Randall C. Kennedy

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Randall C Kennedy is director of research and cofounder of Competitive Systems Analysis, an IT consulting company. He was a former systems analyst for Giga Information Group[citation needed]. Kennedy was a contributor for InfoWorld, focusing on Windows, Microsoft and other topics, but was dismissed on February 21, 2010. In his announcement of the dismissal, InfoWorld editor-in-chief, Eric Knorr, stated that Kennedy had been dismissed for violating InfoWorld's policies of "integrity and honesty", and for "breach of trust".[1]

Kennedy discovered an undocumented change in the protocol used by the Microsoft SQL Server Net-Lib component from named pipes to TCP/IP in Microsoft Data Access Components 2.6 that was fixed in the subsequent version 2.7).[citation needed] He also saw curious benchmark results when comparing performance of SQL Server on Windows NT 4 versus Windows 2000 but was prevented from publishing in Network World once Microsoft threatened legal action for his violation of the SQL Server software licence agreement.[citation needed]

InfoWorld Dismissal[edit]

Kennedy was dismissed from InfoWorld on 19 February 2010[citation needed] for 'misrepresenting himself to other media organisations as Craig Barth CTO of Devil Mountain Software (aka exo.performance.network) in interviews for a number of stories regarding Windows and other Microsoft software topics' as Eric Knorr of InfoWorld explained 21 February. Knorr also explained that Devil Mountain Software 'is a Randall Kennedy business that specialises in the analysis of Windows performance data. There is no Craig Barth and Kennedy has stated this fabrication was a misguided effort to separate himself (or more accurately his InfoWorld blogger persona) from his Devil Mountain Software business'.[2]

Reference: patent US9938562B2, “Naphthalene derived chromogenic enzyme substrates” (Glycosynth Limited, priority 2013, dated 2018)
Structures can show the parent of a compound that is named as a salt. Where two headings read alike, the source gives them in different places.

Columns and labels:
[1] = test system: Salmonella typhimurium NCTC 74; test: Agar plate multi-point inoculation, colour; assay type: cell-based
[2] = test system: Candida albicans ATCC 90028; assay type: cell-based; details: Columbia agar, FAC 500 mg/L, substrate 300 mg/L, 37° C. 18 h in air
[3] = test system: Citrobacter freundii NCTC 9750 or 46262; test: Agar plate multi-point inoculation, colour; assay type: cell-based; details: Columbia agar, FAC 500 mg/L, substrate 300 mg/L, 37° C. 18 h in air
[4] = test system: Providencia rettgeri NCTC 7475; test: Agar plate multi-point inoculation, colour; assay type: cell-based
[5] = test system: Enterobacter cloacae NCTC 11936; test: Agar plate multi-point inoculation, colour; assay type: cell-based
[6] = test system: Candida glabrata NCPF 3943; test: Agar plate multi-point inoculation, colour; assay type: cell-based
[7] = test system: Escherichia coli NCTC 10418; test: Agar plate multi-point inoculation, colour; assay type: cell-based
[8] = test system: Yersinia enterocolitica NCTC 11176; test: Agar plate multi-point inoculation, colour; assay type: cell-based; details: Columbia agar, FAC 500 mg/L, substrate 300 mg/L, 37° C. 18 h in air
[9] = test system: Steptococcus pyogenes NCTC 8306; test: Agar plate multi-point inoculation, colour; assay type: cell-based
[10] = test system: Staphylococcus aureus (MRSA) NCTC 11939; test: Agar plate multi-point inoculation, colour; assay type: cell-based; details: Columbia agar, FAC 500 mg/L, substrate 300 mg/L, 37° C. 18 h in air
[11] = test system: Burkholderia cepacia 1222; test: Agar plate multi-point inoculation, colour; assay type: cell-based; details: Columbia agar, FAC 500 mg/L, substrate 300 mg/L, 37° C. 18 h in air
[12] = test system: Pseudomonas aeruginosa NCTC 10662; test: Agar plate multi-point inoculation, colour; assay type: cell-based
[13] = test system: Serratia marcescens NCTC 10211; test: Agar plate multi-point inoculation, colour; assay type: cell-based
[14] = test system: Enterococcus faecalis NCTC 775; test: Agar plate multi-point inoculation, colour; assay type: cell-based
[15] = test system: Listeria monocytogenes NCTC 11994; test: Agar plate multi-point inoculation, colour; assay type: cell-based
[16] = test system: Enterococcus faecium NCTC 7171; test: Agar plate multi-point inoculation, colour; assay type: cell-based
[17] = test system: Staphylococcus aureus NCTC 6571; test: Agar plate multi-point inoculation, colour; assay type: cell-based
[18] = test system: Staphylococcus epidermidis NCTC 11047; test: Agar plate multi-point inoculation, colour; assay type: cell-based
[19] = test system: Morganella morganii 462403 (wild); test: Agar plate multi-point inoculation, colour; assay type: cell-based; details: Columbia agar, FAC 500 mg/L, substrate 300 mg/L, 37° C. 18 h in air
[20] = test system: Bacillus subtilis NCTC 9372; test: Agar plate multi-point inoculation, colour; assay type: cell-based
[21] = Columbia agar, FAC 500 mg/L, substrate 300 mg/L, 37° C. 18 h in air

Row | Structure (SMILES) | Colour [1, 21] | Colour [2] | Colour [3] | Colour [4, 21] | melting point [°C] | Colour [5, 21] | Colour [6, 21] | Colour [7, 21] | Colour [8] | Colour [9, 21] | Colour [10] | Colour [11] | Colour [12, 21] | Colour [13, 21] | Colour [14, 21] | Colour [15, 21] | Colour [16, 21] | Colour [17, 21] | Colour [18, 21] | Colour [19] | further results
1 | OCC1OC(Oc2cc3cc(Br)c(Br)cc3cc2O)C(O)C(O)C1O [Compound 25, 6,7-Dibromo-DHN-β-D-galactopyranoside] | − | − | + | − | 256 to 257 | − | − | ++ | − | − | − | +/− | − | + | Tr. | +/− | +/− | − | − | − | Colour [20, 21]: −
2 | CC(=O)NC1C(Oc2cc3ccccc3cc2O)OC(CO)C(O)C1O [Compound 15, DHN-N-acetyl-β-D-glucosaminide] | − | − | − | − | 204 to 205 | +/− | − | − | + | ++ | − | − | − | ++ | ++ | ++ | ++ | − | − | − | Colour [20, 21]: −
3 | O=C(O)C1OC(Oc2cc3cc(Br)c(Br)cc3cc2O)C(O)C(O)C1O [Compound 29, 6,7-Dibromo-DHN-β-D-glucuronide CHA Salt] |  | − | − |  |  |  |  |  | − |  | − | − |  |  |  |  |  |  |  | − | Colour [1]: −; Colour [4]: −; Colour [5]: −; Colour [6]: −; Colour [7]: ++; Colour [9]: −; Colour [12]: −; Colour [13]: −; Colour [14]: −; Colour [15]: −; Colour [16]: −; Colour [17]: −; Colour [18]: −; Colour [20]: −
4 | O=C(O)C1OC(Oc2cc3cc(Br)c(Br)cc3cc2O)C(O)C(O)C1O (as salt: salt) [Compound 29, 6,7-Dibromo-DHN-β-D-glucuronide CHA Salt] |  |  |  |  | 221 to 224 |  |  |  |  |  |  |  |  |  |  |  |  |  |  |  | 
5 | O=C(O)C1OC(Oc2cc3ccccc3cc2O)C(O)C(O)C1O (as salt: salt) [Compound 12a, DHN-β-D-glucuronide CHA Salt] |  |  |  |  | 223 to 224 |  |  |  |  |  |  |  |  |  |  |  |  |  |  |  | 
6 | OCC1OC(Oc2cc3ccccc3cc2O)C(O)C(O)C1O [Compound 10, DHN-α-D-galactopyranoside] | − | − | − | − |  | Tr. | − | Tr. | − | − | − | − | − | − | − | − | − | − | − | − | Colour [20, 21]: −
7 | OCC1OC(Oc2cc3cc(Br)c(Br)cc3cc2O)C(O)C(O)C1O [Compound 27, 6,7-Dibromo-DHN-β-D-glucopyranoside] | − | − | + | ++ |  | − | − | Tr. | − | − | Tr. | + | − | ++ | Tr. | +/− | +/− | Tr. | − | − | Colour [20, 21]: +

Kennedy now insists he was not sacked, that InfoWorld were trying to save the situation, that he on his own decided to resign, and that he is having a good time on his island home on Mauritius.[3]

References[edit]

  1. ^ http://www.infoworld.com/t/business/unfortunate-ending-357
  2. ^ Peter Bright (22 February 2010). "Windows 7 "memory hog" story takes turn towards the strange". Retrieved 22 February 2010. 
  3. ^ Randall C Kennedy (21 February 2010). "RCK Speaks". Retrieved 24 February 2010. 

Further reading[edit]